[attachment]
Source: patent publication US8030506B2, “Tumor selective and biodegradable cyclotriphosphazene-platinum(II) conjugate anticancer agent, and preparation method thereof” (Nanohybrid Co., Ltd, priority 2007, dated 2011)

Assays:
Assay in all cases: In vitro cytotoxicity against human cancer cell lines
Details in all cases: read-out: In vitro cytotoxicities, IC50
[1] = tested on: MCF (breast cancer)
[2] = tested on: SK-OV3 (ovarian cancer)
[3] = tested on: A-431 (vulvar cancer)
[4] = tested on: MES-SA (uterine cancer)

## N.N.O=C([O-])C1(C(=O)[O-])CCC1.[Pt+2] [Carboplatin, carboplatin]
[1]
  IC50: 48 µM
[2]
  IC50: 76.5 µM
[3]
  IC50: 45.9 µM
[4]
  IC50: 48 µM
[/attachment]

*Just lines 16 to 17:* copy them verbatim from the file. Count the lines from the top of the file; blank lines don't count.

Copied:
[4]
  IC50: 48 µM